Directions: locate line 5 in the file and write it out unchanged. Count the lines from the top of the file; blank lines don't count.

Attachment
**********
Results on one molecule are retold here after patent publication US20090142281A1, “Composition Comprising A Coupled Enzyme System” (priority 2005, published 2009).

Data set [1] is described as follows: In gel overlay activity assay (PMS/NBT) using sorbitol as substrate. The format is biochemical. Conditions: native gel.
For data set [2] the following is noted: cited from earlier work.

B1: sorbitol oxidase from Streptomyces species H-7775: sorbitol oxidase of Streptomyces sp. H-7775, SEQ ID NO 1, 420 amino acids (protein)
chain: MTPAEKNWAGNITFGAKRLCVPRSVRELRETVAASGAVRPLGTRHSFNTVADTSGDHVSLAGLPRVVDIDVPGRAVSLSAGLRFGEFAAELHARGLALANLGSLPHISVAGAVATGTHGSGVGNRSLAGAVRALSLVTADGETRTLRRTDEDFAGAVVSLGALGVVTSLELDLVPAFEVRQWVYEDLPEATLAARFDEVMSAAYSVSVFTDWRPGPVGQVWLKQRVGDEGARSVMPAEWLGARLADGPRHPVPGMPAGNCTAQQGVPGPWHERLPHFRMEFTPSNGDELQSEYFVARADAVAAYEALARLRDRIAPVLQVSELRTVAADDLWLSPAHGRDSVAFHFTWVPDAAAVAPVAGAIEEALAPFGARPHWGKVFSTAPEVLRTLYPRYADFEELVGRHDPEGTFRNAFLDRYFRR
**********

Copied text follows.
chain: MTPAEKNWAGNITFGAKRLCVPRSVRELRETVAASGAVRPLGTRHSFNTVADTSGDHVSLAGLPRVVDIDVPGRAVSLSAGLRFGEFAAELHARGLALANLGSLPHISVAGAVATGTHGSGVGNRSLAGAVRALSLVTADGETRTLRRTDEDFAGAVVSLGALGVVTSLELDLVPAFEVRQWVYEDLPEATLAARFDEVMSAAYSVSVFTDWRPGPVGQVWLKQRVGDEGARSVMPAEWLGARLADGPRHPVPGMPAGNCTAQQGVPGPWHERLPHFRMEFTPSNGDELQSEYFVARADAVAAYEALARLRDRIAPVLQVSELRTVAADDLWLSPAHGRDSVAFHFTWVPDAAAVAPVAGAIEEALAPFGARPHWGKVFSTAPEVLRTLYPRYADFEELVGRHDPEGTFRNAFLDRYFRR